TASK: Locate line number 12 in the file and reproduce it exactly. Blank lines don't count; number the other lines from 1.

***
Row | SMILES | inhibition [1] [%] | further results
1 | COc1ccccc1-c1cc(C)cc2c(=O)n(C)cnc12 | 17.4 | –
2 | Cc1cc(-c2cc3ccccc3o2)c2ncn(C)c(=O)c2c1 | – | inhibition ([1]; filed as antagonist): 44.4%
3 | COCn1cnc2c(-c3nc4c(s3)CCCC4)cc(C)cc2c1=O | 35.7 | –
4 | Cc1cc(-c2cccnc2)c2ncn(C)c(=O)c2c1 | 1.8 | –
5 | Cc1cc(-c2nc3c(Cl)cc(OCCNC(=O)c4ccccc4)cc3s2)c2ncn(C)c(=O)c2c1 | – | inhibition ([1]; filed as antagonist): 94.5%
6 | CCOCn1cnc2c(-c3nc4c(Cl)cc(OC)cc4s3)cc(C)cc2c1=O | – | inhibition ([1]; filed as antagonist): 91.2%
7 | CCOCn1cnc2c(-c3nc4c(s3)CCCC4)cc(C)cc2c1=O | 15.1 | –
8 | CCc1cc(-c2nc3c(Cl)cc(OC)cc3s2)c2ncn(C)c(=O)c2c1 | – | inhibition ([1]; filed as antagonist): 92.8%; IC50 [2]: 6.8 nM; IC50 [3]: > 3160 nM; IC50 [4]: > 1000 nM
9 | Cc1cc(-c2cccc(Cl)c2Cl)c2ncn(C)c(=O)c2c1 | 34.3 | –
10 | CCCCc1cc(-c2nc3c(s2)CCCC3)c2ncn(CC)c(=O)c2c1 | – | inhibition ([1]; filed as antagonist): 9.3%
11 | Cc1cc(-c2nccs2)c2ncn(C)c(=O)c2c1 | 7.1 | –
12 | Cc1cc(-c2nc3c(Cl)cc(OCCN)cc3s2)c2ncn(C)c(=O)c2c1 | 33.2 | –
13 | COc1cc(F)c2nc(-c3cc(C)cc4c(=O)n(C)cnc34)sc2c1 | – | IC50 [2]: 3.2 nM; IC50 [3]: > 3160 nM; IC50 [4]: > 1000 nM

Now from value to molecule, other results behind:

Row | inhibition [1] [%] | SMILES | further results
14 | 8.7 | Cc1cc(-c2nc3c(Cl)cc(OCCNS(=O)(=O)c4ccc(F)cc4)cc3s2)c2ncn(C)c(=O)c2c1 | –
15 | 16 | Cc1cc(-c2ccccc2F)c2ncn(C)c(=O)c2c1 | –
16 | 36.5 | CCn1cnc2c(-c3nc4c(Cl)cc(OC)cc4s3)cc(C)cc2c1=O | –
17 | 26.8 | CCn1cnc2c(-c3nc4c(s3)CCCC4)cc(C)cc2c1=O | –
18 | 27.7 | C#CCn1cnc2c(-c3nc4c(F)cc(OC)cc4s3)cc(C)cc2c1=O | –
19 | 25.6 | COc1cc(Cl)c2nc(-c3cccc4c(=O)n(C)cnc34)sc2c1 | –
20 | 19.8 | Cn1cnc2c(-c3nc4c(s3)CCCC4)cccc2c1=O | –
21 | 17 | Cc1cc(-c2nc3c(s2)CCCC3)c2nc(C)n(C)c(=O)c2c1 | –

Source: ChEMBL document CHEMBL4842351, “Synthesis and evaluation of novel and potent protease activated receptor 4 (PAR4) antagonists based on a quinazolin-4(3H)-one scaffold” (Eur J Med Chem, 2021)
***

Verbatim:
11 | Cc1cc(-c2nccs2)c2ncn(C)c(=O)c2c1 | 7.1 | –